“Even if I do know you personally, I’m not going to bring that to the broadcast because that’s not my job.”
During last season’s VRBO Fiesta Bowl, Robert Griffin III was part of ESPN’s alternate telecast at field level alongside Pat McAfee. Suddenly, the Heisman Trophy winner took a phone call. Once he hung up the phone, Griffin divulged that his wife had gone into labor and proceeded to sprint off of the field to catch a flight. An ESPN cameraperson documented his run and jubilation as he returned home to welcome his daughter, Gia, into the world. It encapsulated just what motivates Griffin to appear on television and discuss football, and why he is one of ESPN’s budding talents with the chance to make an impact on sports media and his community for years to come.
“This was an opportunity for me to go out and be different in the way that the media covers the players and truly get to the bottom of telling the players’ stories the right way,” Griffin said. “I look at this as an opportunity to do that.”
Griffin was a three-sport athlete as a student at Copperas Cove High School, and ultimately broke Texas state records in track and field. In addition to that, he played basketball and was the starting quarterback for the school’s football team as a junior and senior, drawing attention from various schools around the country. He ended up graduating high school one semester early and quickly became a star at Baylor University in both football and track and field.
Robert Griffin III’s nascent talent was hardly inconspicuous, evidenced by being named the 2008 Big 12 Conference Offensive Freshman of the Year and then, three years later, the winner of the Heisman Trophy. In the end, he graduated having set or tied 54 school records and helped the program to its first bowl game win in 19 years.
Ultimately, he transitioned to the NFL in a career with many trials and tribulations, but through it all, he never lost his sense of persistence. Nearly a decade later, he returned to college, but this time as a member of the media covering the game from afar. Unlike a majority of former players though, Griffin did not formally retire from playing football when inking a broadcasting contract with ESPN.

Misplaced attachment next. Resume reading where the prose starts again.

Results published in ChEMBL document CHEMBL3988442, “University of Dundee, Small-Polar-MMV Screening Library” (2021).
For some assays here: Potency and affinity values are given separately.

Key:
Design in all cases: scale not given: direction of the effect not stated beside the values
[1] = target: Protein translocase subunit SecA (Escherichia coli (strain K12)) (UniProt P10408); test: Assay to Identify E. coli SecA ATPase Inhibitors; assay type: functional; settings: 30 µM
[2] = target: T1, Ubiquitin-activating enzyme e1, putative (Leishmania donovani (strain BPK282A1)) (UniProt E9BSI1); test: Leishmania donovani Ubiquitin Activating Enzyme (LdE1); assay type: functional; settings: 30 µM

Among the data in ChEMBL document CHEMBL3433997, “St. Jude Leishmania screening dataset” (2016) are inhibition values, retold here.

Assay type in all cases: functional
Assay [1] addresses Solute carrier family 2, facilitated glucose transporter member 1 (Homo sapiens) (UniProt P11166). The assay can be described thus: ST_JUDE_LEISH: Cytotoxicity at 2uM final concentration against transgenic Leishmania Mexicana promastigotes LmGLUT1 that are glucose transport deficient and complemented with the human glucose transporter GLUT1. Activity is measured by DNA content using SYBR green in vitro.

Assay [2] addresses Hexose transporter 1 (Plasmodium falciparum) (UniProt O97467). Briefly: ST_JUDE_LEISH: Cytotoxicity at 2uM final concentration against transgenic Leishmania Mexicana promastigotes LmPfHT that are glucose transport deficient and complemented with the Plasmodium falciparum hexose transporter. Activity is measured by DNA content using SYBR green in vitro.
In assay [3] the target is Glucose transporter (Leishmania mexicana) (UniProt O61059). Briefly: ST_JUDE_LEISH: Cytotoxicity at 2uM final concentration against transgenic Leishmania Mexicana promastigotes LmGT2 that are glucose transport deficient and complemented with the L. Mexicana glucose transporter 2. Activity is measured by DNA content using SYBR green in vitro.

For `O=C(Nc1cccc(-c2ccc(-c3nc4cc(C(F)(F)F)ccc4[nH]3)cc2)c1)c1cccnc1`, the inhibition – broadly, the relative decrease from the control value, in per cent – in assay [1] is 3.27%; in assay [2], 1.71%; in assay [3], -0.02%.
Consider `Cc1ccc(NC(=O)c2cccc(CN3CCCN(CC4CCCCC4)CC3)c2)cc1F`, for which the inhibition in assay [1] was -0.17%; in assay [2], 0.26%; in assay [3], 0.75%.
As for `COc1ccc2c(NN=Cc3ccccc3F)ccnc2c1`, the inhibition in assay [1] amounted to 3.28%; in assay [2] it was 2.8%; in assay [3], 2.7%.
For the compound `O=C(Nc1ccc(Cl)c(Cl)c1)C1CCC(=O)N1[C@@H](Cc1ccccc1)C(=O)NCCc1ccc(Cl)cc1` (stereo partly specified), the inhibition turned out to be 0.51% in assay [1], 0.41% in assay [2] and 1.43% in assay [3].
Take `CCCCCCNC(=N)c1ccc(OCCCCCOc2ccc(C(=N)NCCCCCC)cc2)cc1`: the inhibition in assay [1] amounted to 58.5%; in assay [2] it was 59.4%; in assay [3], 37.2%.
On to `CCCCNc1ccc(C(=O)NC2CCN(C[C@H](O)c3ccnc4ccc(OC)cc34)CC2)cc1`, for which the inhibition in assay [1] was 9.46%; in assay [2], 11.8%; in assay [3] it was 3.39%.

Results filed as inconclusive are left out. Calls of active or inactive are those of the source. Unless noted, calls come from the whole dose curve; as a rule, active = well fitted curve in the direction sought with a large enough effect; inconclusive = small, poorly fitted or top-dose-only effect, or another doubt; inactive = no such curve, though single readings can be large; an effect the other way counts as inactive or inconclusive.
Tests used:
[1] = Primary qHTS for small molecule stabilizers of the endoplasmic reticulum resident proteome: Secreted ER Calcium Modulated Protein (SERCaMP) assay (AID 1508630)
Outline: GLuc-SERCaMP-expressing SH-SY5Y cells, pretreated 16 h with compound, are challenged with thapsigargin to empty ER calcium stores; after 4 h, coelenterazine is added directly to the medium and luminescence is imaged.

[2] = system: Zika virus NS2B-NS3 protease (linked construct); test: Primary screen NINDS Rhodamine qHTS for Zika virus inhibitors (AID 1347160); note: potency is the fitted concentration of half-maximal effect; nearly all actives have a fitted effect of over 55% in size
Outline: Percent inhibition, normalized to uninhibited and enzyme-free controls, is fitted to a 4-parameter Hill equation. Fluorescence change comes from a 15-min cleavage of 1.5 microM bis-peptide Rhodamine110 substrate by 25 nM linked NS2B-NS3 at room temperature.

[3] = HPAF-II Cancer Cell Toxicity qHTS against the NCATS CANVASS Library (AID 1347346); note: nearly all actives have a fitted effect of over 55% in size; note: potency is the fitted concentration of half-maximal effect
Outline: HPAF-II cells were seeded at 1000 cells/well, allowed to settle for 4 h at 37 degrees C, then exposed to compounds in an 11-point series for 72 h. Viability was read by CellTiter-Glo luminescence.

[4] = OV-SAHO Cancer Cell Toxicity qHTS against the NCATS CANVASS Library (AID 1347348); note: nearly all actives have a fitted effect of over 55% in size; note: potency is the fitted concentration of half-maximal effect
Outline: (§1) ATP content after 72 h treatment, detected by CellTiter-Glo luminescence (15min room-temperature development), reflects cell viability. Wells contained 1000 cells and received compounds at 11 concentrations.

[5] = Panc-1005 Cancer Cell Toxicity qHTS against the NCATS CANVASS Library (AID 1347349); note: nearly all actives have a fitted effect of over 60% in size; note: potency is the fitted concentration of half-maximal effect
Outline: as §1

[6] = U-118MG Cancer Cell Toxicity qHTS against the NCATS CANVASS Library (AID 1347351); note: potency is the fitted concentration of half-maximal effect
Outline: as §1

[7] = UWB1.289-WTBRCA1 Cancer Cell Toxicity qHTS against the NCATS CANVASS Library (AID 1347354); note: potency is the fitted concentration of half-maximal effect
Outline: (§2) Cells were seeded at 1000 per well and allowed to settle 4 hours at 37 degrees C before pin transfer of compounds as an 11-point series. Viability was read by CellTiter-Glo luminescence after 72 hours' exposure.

“I haven’t retired yet at all,” he said. “I tell everyone that asks me the question that I train every day [and] I’m prepared to play if that call does come. I’ve had some talks with teams over the past two years; just nothing has come to fruition.”
While Griffin’s focus as a broadcaster is undeniable, he never thought about seriously pursuing sports media until his broadcast agent pushed him to do so. He was urged to take an audition at FOX Sports. Griffin broke down highlights and called a mock NFL game alongside lead play-by-play announcer Kevin Burkhardt. He was not prepared for that second part, but impressed executives and precipitously realized a career in the space may not be so outlandish after all.
Griffin then moved to ESPN where he experienced a similar audition process, this time calling a game with play-by-play announcer Rece Davis. Once the audition concluded, it was determined that Griffin would not only begin working in the industry, but that he would be accelerated because of his ability to communicate in an informative and entertaining style.